Want to travel overland to Mongolia? Read this advice

Travel to Mongolia by motorbike or car

First things first, to travel overland to Mongolia will take some planning, but it is a fantastic idea! Once you get past all the painful bureaucracy, you'll have absolute independence traveling in Mongolia -something most people never achieve.

In China, the border town of Erenhot is the main border open to foreigners. Erenhot lies on the railway from Beijing/Datong, and the train is quicker and easier to take from there. If the trans-Siberian is booked out, there are local trains that can get you to the border from Beijing. You can get a ride on public road transport to Erenhot if you have to; it can save a few dollars, but there can be lengthy delays at the border and the immigration officials will make your life difficult.

May 2011 Update: for those wanting to travel overland from Western Mongolia into beautiful Xinjiang province in China, the remote border crossing at Bulgan (Khovd province, Mongolia) and Takashiken (China) is now open to foreigners on weekdays. This border isn't marked on many maps but tour operators in Mongolia and Urumqi (China) will know about it. The border lies over 200km from Khovd and 500km from Urumqi, so it is remote and you will need to find adequate transport. Tours doing this route will likely start operating in the next 6 months. Note the below rules about not taking vehicles into China: it will be much easier to start in China first, as if you're heading from Mongolia you'll have to arrange separate transport to meet you on the Chinese side. [end update].

Note foreigners cannot take their own car or motorbike through China without paying for a full-time guide; this will hopefully change in the next few years, but the rule is still in place now and it ensures most people doing their own overland trips enter Mongolia through Russia rather than China. I met a guy who was riding his motorbike from Singapore right up to Vladivostok in Russia. These Chinese rules forced him to ship his bike from Vietnam up to Russia, and buy a different motorbike to take through China.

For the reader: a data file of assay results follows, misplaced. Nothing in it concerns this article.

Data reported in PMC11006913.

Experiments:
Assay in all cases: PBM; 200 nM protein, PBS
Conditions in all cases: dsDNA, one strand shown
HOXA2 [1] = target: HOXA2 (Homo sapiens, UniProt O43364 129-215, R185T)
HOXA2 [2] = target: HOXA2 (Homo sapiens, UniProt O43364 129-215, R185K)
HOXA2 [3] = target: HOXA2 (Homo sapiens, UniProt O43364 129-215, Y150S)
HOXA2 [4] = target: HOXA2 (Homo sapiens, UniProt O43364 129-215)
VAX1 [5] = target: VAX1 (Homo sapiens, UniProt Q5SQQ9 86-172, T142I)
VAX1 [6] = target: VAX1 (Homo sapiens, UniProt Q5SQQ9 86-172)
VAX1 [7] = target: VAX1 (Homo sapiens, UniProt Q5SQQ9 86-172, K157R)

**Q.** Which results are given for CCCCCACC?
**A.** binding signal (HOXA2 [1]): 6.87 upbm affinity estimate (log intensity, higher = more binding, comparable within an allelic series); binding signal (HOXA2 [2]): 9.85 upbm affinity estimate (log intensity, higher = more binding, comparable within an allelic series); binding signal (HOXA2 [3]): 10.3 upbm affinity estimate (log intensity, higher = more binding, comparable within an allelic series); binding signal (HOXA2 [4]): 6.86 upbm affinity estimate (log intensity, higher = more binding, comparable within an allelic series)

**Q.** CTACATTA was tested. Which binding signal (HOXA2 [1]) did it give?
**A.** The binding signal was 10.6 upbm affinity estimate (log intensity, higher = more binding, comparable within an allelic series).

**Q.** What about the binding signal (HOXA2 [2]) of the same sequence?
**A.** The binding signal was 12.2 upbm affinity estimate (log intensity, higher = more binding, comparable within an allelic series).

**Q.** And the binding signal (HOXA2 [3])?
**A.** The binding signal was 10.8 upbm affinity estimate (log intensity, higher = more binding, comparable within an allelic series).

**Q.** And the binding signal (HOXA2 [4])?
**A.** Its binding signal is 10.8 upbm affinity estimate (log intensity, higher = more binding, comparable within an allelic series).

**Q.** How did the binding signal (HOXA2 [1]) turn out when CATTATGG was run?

Those traveling through Kazakhstan should note that it unfortunately doesn't quite border Mongolia, so you should consider flying there, or travel overland via Russia rather than China if you wish to travel to Mongolia with your own vehicle.

Russian border crossings, particularly at the more remote entry points, can test the limits of human patience, and offer a wonderful demonstration of Soviet-era bureaucracy. Any deviation from the standard process and required documentation -no matter how logical the explanation- can create real problems for you. To be safe, any irregularities should be explained by a stamped letter from your local Russian embassy or consulate. Ensure you have a good understanding of all visa documentation and vehicle import requirements before you leave.

The main border crossing to travel overland is at Naushki, or Sukhbaatar or the Mongolian side. This is where the train crosses, 600km north of Ulan Bator. There's another crossing only 20 miles east of this, at Kyakta, but stick to the main one unless you have a hankering for adventure/ bureaucratic delays.

In the far west of Mongolia, there's a less-traveled crossing at Tashanta, and Tsagan Nuur on the Mongolian side. This is quite close to the aimag capital city, Bayan-Olgii. In the far east, there's a crossing at Borzya (Russia) and Erdenstav.

There are rumors that the remote border crossing at Khank, at the northern tip of Lake Khovsgol is now open to foreigners, but I haven't heard of anybody who's actually done it. Given how difficult and remote the journey from Khatgal to Khank is, you'd want to be extra certain the border's open before you headed up there. Coming from Russia, without your own wheels you couldn't be certain there'd be any transport south from Khank.

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